Configure Claims-Based Authentication

Below, we setup Claims-Based Authentication Configuration Wizard ( Configure Claims-Based Authentication Wizard ) to configure the Claims-Based Authentication. To learn how PowerShell to configure Claims-Based Authentication, refer to the English original.

1) Open the Deployment Manager.

2) on the left navigation panel, right-click Microsoft Dynamics CRM , and then click Configure Claims-Based Authentication.

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3) click Next.

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4) In the Specify the security token service page , enter the Federation metadata URL, such as

https://sts1.interactivewebs.com/federationmetadata/2007-06/federationmetadata.xml

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Note: The data is usually in the AD FS 2.0 website. Can this URL copied into IE to seeFederation metadata , to ensure that this is the correct URL . Using IE to access the URL can not have a certificate-related warnings (Ignore that crap!)

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5) Click Next .

6) In the Specify the encryption certificate page , click on Select…

7) select a certificate, where we choose *.interactivewebs.com.

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8) This certificate is used to encrypt the transmitted AD FS 2.0 authentication security token service security token.

Note: Microsoft Dynamics CRM service account must have the private key encryption certificate Read permission.

10 Click Next . Claims-Based Authentication Configuration Wizard validates the token and certificate you specified.

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11 In the System Checks page, if the test passed, click Next .

12 In the Review your selections and then click Apply page , just to confirm the input, and then click Apply .

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13. On this page, note which of the URL , because then, you will use this URL to add a trusted party ( Relying Party ) to the security token service.

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14 IMPORTANT – Click View Log File

15 Scroll to the end, and Copy the URL from the bottom of the file.

image– This will be used in the next configuration. Note that this is different to the URL used in step 4 above, as it represents the internal URL. Subtle but vital (and the cause of frustration the first 10 times we tried this).

16 Click Finish.

17 Validate that you can browse to the URL above. If you cannot view this in a browser, then have a look again at your permissions on the certificate in relation to the account on the application pool in IIS for CRM. Read above: Claims-based authentication configuration CRM 2011server.

18. Once you can browse this URL, you are done here.

AND if you get the following error: The encryption certificate “…..” does not exist in the local computer certificate store. Here is how you fix it:
When attempting to setup Claims-Based Authentication for CRM 2011 from a client-side ADFS server, you encounter the following error: The encryption certificate “…..” does not exist in the local computer certificate store.

The encryption certificate does not exist CRM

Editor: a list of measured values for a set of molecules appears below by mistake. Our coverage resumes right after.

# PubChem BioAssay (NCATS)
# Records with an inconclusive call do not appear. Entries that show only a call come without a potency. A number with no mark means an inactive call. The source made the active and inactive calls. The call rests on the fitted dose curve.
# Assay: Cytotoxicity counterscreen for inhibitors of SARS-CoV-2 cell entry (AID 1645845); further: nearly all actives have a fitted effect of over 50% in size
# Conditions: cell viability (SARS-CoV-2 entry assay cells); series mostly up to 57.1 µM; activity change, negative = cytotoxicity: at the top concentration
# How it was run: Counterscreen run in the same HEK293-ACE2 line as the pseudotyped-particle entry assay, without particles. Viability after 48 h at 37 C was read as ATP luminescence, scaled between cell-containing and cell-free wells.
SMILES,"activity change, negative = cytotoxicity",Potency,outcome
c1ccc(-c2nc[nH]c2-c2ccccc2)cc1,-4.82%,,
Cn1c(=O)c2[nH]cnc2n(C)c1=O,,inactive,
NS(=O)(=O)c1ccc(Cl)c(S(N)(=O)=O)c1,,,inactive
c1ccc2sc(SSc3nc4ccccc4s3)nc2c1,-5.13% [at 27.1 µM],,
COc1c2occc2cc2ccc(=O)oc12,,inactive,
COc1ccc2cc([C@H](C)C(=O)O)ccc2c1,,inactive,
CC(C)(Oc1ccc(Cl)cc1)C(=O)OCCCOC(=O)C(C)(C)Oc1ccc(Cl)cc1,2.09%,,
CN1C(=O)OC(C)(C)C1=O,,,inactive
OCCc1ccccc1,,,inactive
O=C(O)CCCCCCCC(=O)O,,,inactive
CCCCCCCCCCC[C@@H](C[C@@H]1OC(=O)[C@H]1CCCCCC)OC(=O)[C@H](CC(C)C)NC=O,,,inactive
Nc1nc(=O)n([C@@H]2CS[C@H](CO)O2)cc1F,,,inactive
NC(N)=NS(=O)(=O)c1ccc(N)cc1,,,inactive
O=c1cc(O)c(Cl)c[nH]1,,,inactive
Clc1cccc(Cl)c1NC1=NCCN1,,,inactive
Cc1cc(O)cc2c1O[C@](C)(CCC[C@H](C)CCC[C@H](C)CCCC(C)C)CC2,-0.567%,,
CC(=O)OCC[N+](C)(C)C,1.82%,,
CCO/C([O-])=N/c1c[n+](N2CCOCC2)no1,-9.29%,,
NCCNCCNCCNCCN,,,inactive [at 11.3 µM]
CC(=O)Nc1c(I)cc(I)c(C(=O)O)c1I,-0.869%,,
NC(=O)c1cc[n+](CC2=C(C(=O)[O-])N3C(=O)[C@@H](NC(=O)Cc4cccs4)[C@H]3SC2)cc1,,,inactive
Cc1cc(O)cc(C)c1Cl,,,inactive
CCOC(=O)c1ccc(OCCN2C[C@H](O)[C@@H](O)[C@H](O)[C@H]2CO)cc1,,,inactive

Now, in this case, it is happening after you have just renewed your SSL Wildcard certificate. After a few ponderous moments of head-scratching and chin-rubbing, you go back and double-check that on your CRM server, the new SSL certificate is stored in the correct places within the Microsoft Management Console.

To check, you go to Start-Run-MMC.exe and first load your Certificates snap-in by doing the following: from MMC – File – Add or Remove Snap-ins – Certificates Computer Account – Local Computer.

MMC - Snap-in - Certificate

You check in both the MMC – Certificates – Personal & Trusted Root Certification Authorities stores. The new wildcard SSL certificate is in both stores. Now, at this point you also notice that the old wildcard SSL certificate is in the Personal store. Once you have removed the old certificate from the store (and you may wish to verify that it is not in Trusted Root Certification Authorities store as well), the error dissipates and you can now successfully complete the Claims-based Authentication setup.

References:
http://thinketg.com/crm-resolving-the-encryption-certificate-does-not-exist-in-the-local-computer-certificate-store/
http://www.interactivewebs.com/blog/index.php/server-tips/microsoft-crm-2011-how-to-configure-ifd-hosted-setup/

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3 thoughts on “MS: Configure Claims-Based Authentication, and fixing it if these steps don’t work

    1. This site’s goal is not to make money or generate traffic, it’s sole purpose is to combine howtos of all the tasks I need to complete on a daily basis on one site for easy reference. I noticed that while working away from my desk that I cannot easily access my favorites – which is where these howtos come from – and that some of the pages hosting the howtos might close down leaving me with a nice 404 in times of trouble.

      NOTE: If you find any value in these posts please don’t give me any kudos – kudos belong to the owners of the sites I reference and the people who went through all the trouble of actually fixing and documenting their steps. 🙂

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